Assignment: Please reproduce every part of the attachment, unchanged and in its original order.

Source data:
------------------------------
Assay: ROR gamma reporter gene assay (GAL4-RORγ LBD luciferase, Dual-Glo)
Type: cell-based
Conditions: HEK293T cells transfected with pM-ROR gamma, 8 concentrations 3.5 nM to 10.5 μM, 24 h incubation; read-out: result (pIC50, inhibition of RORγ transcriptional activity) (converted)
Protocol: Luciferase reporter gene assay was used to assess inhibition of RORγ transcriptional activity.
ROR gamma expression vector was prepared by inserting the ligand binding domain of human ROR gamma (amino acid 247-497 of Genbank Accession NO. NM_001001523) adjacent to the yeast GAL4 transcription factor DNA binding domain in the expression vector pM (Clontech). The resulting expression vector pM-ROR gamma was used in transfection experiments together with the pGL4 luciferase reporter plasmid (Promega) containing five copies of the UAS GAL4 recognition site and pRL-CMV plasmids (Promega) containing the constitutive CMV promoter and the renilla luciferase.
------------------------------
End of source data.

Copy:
Assay: ROR gamma reporter gene assay (GAL4-RORγ LBD luciferase, Dual-Glo)
Type: cell-based
Conditions: HEK293T cells transfected with pM-ROR gamma, 8 concentrations 3.5 nM to 10.5 μM, 24 h incubation; read-out: result (pIC50, inhibition of RORγ transcriptional activity) (converted)
Protocol: Luciferase reporter gene assay was used to assess inhibition of RORγ transcriptional activity.
ROR gamma expression vector was prepared by inserting the ligand binding domain of human ROR gamma (amino acid 247-497 of Genbank Accession NO. NM_001001523) adjacent to the yeast GAL4 transcription factor DNA binding domain in the expression vector pM (Clontech). The resulting expression vector pM-ROR gamma was used in transfection experiments together with the pGL4 luciferase reporter plasmid (Promega) containing five copies of the UAS GAL4 recognition site and pRL-CMV plasmids (Promega) containing the constitutive CMV promoter and the renilla luciferase.